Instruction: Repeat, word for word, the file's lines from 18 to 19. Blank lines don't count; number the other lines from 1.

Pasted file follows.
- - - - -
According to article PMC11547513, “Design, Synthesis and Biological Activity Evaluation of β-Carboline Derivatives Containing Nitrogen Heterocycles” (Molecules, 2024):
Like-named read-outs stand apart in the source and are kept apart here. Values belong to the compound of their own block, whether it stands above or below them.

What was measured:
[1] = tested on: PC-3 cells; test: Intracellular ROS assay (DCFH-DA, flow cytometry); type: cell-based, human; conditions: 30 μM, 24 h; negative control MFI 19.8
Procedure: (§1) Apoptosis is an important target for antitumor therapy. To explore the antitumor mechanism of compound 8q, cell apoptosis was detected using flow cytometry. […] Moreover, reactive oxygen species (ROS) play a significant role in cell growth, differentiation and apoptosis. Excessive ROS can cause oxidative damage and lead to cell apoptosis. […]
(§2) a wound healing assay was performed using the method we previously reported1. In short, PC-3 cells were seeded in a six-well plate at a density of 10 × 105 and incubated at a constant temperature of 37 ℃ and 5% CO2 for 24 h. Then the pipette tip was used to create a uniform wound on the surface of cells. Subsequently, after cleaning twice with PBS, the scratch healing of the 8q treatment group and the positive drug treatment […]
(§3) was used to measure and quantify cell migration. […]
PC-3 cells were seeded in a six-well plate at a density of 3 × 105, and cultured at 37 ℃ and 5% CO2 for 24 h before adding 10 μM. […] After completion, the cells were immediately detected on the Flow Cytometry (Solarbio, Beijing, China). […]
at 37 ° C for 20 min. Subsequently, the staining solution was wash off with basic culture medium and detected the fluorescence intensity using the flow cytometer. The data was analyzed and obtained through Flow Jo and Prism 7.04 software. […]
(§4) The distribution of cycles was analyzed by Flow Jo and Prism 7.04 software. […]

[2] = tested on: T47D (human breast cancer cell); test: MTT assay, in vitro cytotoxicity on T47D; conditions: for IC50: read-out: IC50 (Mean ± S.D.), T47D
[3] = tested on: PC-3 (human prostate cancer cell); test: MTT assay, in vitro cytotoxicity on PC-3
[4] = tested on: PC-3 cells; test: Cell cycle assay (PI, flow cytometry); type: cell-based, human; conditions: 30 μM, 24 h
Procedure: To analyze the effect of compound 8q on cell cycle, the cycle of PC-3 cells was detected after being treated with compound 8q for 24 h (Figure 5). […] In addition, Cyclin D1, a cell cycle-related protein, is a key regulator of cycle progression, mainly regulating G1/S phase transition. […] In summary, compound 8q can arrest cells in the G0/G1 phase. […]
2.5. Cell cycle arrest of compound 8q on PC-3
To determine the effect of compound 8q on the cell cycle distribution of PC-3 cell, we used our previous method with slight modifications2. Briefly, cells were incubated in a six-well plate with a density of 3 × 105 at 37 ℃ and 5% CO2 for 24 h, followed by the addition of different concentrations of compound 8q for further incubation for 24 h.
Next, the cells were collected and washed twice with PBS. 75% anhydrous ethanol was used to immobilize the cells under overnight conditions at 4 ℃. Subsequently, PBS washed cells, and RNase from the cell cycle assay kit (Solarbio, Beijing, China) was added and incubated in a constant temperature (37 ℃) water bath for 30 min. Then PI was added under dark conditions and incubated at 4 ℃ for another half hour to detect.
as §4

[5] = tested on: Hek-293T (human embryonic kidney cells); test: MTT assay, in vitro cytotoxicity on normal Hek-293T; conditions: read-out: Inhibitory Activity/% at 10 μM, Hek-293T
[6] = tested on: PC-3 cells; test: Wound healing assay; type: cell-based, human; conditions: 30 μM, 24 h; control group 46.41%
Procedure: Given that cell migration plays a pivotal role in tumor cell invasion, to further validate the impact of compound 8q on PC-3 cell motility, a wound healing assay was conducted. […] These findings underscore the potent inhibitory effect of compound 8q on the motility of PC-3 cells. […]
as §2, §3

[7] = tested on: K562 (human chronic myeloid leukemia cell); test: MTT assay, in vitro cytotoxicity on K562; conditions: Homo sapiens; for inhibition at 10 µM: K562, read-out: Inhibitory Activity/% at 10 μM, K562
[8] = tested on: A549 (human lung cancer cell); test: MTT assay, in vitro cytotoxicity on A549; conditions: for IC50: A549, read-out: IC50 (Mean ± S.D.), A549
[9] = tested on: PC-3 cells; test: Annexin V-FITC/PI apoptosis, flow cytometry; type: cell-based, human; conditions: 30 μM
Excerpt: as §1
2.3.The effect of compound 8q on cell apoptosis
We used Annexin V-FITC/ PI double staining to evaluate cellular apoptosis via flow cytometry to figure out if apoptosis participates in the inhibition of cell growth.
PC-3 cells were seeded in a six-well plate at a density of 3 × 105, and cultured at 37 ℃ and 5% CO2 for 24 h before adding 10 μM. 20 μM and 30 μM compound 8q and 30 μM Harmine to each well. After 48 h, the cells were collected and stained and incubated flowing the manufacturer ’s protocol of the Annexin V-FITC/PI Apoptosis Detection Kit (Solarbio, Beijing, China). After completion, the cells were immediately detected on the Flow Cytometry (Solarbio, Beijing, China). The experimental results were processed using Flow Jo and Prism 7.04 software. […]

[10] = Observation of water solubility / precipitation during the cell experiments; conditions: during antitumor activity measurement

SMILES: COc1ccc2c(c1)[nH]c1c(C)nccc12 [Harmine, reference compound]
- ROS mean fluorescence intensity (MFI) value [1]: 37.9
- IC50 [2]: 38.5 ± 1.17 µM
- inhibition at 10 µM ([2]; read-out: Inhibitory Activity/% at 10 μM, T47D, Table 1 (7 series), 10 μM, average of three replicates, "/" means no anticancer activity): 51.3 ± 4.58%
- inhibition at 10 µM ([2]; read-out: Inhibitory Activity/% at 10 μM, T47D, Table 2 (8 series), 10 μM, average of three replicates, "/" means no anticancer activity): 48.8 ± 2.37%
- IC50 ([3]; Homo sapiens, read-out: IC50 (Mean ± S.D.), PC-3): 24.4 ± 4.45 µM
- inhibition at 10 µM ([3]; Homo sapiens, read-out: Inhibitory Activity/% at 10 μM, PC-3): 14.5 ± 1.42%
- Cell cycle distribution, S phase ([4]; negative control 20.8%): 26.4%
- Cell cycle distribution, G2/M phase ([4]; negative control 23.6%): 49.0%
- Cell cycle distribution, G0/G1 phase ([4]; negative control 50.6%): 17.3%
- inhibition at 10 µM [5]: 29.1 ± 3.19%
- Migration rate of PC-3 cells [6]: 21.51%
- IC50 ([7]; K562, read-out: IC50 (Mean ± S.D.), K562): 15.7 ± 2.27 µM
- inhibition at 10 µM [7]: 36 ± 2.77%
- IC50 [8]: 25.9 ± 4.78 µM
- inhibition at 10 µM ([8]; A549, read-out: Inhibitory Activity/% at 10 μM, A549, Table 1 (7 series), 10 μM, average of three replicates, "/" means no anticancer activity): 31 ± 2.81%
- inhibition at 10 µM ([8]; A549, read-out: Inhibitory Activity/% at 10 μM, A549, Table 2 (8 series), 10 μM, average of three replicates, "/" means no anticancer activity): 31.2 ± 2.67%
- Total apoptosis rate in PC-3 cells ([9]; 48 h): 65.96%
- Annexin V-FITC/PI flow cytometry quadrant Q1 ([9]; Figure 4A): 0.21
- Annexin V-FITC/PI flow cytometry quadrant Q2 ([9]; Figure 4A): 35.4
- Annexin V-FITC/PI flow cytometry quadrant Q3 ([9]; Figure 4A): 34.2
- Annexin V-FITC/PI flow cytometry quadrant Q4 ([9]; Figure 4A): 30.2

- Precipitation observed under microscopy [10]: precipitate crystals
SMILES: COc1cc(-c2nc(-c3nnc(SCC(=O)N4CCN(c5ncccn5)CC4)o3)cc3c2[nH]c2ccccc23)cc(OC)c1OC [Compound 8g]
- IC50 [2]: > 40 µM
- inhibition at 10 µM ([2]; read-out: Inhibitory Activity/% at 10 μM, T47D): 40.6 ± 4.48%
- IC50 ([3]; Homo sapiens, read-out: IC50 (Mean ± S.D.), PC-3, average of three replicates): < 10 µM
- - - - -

as §4

[5] = tested on: Hek-293T (human embryonic kidney cells); test: MTT assay, in vitro cytotoxicity on normal Hek-293T; conditions: read-out: Inhibitory Activity/% at 10 μM, Hek-293T